Additional resource from our CPA re: Foreign nationals using 1031 exchanges:
The property is owned by a foreign individual for tax purposes, which would make this exchange fall under FIRPTA. Under FIRPTA, if a property is purchased from a non-resident alien, the US buyer must withhold 15% of the value of the property in the transaction to send to the IRS. However, if certain conditions are met, no withholding is required.
If the transferor provides a written notice to the transferee stating that the transfer is not subject to recognition of gain or loss under a nonrecognition provision of the IRC, and the transferee provides the written notice to the IRS within 20 days of the transfer, the transferee is not required to withhold.
In addition to the steps listed above, Section 1445-2(d)(2)(iv) states that the above withholding exclusion is only available to participants of a section 1031 transaction, if the transaction is done simultaneously, i.e., both transfers under the section 1031 exchange take effect on the same day.
The FIRPTA withholding requirement is triggered if a foreign individual receives cash (or other property) as part of a transaction, and the value of the property surrendered by the foreign individual is greater than the value of the property received. This could happen, for example, if the property surrendered has no mortgage but the property received has a mortgage which is assumed.
In the event of meeting the special section 1031 limitations, i.e. the simultaneous requirement and the no-boot rule, the only way to prevent FIRPTA withholding is to obtain a withholding certificate from the IRS.
To summarize, the following steps are necessary, assuming the requirements of section 1031 are otherwise complied with:
- Ensure that there is absolutely no boot, i.e., no cash is being transferred in the exchange to the foreign individual.
- Ensure that the exchange contract and closing documents specifically result in both transfers being effective on the same day.
- Ensure that a written notice of non-recognition is provided by the foreign individual the other party to the exchange containing the requirements for the notice listed above.
- Ensure that other party to the exchange receiving the notice sends the notice to the IRS, at the following address: P.O. Box 21086, Drop Point 8731, FIRPTA Unit, Philadelphia, PA 19114-0586
Note: Legal counsel should be consulted and provide legal advice to make sure these matters are accomplished at closing.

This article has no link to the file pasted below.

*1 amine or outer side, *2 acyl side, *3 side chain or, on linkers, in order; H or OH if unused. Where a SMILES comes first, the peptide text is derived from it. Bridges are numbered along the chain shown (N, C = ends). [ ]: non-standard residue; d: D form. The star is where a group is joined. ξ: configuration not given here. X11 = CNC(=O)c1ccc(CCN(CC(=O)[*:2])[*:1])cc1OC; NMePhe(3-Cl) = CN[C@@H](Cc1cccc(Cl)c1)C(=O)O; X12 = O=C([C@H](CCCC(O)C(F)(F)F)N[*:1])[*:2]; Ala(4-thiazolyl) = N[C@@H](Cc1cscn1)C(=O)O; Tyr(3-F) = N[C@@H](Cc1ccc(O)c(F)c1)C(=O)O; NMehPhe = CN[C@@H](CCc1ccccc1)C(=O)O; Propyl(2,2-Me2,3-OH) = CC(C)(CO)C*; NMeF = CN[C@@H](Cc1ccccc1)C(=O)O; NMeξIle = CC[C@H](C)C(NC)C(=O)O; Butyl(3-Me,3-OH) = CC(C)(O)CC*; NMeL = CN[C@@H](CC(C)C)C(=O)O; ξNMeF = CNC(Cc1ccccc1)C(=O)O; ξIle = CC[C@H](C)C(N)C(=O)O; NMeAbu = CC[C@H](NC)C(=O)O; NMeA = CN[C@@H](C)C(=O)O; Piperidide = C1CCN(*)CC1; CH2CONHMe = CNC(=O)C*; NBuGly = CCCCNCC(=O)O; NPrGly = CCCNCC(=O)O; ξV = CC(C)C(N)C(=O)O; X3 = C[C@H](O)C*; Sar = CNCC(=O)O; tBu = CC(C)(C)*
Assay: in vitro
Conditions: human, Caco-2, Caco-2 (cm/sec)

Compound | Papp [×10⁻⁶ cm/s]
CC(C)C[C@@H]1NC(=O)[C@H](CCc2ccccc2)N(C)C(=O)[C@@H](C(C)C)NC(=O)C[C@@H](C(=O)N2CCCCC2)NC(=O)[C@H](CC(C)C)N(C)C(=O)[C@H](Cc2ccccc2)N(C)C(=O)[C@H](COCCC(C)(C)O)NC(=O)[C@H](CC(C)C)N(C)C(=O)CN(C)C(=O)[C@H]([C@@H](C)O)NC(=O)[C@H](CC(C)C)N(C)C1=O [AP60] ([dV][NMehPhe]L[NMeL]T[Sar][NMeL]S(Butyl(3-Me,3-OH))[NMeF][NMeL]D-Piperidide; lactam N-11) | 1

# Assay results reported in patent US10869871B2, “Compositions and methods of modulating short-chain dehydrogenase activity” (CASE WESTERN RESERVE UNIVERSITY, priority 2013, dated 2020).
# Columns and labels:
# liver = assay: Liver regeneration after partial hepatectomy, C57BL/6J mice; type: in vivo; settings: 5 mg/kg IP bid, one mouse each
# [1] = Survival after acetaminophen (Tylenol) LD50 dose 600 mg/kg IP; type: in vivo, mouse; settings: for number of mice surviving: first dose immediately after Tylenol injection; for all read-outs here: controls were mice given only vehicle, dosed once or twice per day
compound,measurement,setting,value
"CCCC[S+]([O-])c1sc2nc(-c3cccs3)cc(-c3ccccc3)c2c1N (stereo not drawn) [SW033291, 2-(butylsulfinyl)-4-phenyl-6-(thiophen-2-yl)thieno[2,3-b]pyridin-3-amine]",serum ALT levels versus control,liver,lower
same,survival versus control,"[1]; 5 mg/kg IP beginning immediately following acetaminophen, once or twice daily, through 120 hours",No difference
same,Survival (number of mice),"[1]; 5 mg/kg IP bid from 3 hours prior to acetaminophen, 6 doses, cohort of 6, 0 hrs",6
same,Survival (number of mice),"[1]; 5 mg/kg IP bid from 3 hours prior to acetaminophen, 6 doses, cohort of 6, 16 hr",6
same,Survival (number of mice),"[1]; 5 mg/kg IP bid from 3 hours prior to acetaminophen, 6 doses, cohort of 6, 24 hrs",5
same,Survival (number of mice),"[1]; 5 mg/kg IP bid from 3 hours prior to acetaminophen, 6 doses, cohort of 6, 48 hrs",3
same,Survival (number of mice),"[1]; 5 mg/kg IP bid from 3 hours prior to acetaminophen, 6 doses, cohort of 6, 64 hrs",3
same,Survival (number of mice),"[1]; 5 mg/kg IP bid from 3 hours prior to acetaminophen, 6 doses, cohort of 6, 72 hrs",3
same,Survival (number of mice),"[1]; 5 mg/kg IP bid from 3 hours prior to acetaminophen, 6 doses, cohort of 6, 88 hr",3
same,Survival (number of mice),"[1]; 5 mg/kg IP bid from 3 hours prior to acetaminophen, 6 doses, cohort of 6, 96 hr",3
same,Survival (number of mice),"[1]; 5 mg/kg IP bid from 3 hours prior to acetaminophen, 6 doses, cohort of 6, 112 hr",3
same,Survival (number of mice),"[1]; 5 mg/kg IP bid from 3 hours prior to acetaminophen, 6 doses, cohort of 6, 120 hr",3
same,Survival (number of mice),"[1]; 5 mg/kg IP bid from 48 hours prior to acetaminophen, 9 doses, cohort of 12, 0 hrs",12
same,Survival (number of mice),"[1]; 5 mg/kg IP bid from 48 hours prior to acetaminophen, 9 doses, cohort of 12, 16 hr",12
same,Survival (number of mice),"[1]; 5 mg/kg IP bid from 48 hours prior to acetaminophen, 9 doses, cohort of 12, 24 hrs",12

1031 Exchange Florida and New York
While the Federal Tax rules still apply, allowing the deferral of capital gains as noted above, for a 1031 Exchange New York rules require those who are not New York residents to pay 7.7% state income tax on any gain realized from the sale. However, for a 1031 exchange nyc rules
For a 1031 Exchange Florida has no state income tax, so there is no state income tax on any gain realized from the sale.
Vacation Rental Property Hold Time in Florida
In order to prevent the IRS from challenging whether a vacation rental property qualifies for a 1031 exchange, it must be rented out for at least 14 nights each year for a two-year period.
Your personal use of a vacation rental property must not exceed 14 nights per year or 10% of the number of days in a one-year period that the property is rented out. The time that you spend at the property to carry out repairs, annual maintenance, and so forth are not counted towards the 14-day limit.
Manhattan Miami Real Estate LLC can help you with your 1031 Exchange
Looking for 1031 Exchange companies in Florida or NY? Below is how we can help you as a property investor.
- Help you upgrade or downgrade using a Florida 1031 Exchange or New York 1031 exchange;
- List and sell your NYC or Miami property on an exclusive basis;
- Source individual investment properties, bulk purchase opportunities of condominiums and multi family properties;
- Facilitate your tenants relocation;
- Find and screen qualified tenants;
- Manage the turnover of the property;
- Provide property management services while the property is being rented (some of which we do at no cost to the owner);
- Guide owners through the entire 1031 process along with our team of attorneys and qualified intermediaries who have many years of experience with 1031 exchanges.
We have lots of experience with 1031 transactions and can provide assistance at any point within an investment property lifecycle.
What's the next step?
Schedule a time to talk with our Managing Broker Anthony Guerriero, MBA, CPA so we can better understand your needs. And in the meantime, below you can browse residential condo properties in both Manhattan and Miami.